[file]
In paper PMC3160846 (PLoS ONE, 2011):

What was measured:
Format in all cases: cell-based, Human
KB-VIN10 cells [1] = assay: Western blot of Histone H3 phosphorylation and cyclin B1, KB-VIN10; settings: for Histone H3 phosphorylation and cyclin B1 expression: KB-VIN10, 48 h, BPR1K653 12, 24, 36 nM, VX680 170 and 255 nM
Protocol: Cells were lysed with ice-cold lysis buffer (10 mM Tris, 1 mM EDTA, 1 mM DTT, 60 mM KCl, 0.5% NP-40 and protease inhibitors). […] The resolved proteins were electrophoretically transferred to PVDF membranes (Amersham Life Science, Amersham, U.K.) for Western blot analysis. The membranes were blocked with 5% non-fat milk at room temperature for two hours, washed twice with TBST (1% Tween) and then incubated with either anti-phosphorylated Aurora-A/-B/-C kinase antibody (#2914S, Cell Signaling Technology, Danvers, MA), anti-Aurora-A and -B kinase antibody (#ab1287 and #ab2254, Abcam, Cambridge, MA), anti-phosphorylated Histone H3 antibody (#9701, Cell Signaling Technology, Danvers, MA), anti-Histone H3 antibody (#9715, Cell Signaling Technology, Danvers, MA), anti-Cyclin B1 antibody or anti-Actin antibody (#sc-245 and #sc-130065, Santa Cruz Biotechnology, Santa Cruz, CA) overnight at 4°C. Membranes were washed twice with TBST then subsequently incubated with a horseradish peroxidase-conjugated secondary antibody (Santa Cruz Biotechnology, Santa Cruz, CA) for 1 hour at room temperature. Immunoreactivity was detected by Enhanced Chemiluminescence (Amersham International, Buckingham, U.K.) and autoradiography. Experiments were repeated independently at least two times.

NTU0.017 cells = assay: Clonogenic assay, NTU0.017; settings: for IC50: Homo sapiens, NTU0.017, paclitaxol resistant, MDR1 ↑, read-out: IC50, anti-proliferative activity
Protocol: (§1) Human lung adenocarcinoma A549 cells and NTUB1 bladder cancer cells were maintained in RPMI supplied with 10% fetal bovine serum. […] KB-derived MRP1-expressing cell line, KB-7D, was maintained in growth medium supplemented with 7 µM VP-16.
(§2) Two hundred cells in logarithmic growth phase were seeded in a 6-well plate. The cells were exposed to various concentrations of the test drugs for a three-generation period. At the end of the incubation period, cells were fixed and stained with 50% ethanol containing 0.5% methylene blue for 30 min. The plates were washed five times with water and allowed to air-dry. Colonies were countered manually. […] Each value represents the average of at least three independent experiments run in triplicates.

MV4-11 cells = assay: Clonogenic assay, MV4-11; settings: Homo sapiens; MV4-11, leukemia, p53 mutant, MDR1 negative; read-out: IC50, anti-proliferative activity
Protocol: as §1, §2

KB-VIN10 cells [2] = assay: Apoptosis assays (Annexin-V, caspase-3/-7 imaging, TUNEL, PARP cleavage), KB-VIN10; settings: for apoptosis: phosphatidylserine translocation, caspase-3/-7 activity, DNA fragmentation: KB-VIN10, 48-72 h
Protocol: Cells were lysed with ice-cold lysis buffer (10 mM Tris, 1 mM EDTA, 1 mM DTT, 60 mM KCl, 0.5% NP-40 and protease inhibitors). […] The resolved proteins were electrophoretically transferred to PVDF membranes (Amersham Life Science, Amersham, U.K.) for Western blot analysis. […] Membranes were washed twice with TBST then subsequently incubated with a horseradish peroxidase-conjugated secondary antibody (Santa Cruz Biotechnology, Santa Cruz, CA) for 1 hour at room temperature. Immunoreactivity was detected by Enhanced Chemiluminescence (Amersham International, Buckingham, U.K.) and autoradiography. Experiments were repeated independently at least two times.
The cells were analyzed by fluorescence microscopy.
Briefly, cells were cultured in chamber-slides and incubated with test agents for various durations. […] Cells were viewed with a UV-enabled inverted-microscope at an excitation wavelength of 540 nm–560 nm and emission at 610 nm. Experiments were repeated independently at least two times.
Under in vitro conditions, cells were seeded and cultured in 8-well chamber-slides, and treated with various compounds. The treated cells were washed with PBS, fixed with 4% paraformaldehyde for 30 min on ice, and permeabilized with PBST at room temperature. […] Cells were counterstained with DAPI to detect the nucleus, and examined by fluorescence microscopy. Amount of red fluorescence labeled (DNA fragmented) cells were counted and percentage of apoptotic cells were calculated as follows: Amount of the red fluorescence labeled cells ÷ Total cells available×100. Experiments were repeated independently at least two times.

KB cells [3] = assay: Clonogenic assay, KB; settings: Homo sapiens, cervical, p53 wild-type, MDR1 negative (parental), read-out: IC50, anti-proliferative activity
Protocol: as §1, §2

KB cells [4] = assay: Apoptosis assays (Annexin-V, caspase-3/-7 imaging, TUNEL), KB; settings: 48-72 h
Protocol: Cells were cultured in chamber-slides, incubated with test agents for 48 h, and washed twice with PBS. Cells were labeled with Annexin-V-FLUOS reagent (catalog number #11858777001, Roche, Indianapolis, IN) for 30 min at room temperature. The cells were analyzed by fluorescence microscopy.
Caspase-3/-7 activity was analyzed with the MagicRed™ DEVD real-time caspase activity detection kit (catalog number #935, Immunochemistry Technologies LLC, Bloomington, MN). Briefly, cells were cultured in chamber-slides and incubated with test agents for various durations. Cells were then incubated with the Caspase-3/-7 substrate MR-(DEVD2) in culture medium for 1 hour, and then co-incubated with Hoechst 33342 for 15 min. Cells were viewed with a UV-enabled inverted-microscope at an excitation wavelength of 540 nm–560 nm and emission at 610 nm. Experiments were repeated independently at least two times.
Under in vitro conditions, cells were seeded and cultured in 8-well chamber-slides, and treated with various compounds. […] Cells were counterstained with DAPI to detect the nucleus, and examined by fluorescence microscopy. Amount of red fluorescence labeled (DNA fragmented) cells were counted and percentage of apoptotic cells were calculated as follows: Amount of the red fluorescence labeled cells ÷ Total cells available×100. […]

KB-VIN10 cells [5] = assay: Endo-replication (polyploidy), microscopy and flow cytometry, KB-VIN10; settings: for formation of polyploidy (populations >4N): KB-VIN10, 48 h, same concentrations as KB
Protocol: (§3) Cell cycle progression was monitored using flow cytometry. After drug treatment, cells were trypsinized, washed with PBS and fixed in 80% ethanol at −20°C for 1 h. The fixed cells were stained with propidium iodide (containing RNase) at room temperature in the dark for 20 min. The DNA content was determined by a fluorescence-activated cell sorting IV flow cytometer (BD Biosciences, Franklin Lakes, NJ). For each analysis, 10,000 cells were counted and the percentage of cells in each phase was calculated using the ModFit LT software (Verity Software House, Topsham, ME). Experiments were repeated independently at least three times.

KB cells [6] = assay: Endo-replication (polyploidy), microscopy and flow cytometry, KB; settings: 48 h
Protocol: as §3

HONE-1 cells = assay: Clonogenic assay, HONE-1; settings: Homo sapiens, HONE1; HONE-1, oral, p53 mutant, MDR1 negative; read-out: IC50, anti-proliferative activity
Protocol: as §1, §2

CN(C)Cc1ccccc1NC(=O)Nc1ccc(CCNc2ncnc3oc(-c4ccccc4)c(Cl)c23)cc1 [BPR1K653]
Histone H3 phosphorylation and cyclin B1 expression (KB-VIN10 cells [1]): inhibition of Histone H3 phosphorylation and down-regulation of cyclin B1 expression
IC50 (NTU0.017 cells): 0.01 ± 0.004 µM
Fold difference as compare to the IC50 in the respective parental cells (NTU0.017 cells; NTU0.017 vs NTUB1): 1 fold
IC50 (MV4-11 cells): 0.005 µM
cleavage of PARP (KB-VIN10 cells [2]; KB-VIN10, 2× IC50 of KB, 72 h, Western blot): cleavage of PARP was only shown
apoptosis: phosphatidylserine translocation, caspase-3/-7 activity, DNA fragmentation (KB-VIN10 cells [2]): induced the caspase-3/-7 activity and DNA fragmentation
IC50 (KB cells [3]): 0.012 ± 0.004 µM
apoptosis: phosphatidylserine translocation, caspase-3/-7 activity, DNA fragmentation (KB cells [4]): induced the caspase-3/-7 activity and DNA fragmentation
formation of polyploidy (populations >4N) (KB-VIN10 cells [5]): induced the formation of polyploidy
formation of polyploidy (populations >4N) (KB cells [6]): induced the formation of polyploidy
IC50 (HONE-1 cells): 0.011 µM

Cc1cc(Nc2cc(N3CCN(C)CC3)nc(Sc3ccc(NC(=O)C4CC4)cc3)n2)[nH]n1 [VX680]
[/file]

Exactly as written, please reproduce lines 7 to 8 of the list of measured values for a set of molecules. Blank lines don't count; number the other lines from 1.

Protocol: (§1) Human lung adenocarcinoma A549 cells and NTUB1 bladder cancer cells were maintained in RPMI supplied with 10% fetal bovine serum. […] KB-derived MRP1-expressing cell line, KB-7D, was maintained in growth medium supplemented with 7 µM VP-16.
(§2) Two hundred cells in logarithmic growth phase were seeded in a 6-well plate. The cells were exposed to various concentrations of the test drugs for a three-generation period. At the end of the incubation period, cells were fixed and stained with 50% ethanol containing 0.5% methylene blue for 30 min. The plates were washed five times with water and allowed to air-dry. Colonies were countered manually. […] Each value represents the average of at least three independent experiments run in triplicates.